8. Koalafied*

    I’m not sure I would go the proactive route of seeking an accommodation to ward off silent judgment, because it’s unlikely they’re going to send out an office-wide memo explaining that LW has been given an official accommodation to go braless. The accommodation really only protects her from a manager trying to enforce the dress code or discipline her for violating it, but anyone who’s going to be judgy about it will probably, sadly, still be judgy even if there’s an accommodation in place, because they won’t know about the accommodation.

    1. Michelle Smith*

      I had an accommodation that people thought was just me being sneaky. When we went back to the office as a full office, I stayed home because I developed health conditions during the pandemic that meant I was unable to commute. I absolutely got comments and questions about why I wasn’t in the office and responding to people that I had an approved EEOC accommodation shut them up.

      Doing the preemptive accommodation route gives you that power. It allows you to tell someone, this isn’t just some thing I’m making up because doing the “normal” or “expected” thing is inconvenient or undesirable to me. It’s something verified by a doctor and human resources to be a thing I deserve to have in order to do my job like everyone else. It gives you clear recourse if someone tries to cause problems for you and it allows you to remove the anxiety that comes with just waiting for the other shoe to drop. I was a lot less stressed about my work situation when I had the piece of paper giving me explicit rights to work from home than I was when I was relying on the WFH policy that could be rescinded at any minute (and eventually was).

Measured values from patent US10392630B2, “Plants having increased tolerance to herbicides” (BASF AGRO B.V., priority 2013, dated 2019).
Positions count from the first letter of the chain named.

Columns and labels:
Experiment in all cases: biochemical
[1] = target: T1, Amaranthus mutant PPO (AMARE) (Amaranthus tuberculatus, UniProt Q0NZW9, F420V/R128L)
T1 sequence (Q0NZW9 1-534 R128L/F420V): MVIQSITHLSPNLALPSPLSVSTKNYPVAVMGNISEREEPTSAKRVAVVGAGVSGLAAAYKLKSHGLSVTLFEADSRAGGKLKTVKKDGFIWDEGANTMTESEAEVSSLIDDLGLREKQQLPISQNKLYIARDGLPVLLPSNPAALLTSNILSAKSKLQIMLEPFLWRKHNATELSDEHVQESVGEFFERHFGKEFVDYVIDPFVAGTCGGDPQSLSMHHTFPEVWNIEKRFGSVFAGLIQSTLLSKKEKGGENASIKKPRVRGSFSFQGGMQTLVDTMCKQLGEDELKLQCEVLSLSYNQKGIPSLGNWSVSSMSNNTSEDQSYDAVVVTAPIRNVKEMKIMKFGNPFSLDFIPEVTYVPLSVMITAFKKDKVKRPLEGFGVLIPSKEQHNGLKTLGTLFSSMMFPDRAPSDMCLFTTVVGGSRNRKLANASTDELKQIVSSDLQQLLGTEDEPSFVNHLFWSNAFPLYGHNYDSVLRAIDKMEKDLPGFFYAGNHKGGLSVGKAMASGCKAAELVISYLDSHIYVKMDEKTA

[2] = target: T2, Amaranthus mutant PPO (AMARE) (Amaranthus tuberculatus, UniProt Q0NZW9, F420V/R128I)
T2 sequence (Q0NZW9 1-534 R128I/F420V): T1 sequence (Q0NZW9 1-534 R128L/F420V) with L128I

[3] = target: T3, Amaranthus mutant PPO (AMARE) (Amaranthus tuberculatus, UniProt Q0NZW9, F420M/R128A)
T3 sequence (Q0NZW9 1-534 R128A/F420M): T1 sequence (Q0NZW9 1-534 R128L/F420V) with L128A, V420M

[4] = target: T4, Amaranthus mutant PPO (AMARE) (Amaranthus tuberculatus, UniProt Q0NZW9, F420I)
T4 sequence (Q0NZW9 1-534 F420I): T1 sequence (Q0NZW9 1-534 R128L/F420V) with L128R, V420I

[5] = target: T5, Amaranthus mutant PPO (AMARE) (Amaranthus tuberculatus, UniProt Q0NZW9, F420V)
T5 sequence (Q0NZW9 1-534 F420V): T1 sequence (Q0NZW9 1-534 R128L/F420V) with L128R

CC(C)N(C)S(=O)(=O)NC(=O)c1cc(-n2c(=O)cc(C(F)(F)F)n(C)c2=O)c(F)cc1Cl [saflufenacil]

Just my 2 cents. Whenever there is an accommodation available through proper channels, I strongly recommend considering it.

      1. Bexy Bexerson*

        As someone else who developed a health condition during the pandemic that prevented me from being able to commute, and had to pursue an ADA accommodation (with an incompetent and adversarial HR department)…I get it! Nobody has ever given me a hard time about not returning to the office (my boss is fantastically supportive and she had a huge role in getting HR to stop fucking around), but when people find out I’m never in the office and I tell them I have an approved medical accommodation, I sometimes worry that because of the “convenient” timing of the development of my condition, they think I’m full of shit and that I lied/cheated.

        I wouldn’t want to be in the office even if I was healthy (I love working from home), but I would much rather have my health and be stuck going to the office three days a week than be chronically ill and WFH every day.

        I’m not sure I think that LW should go straight to the accommodation route, but there could definitely be benefits to doing so.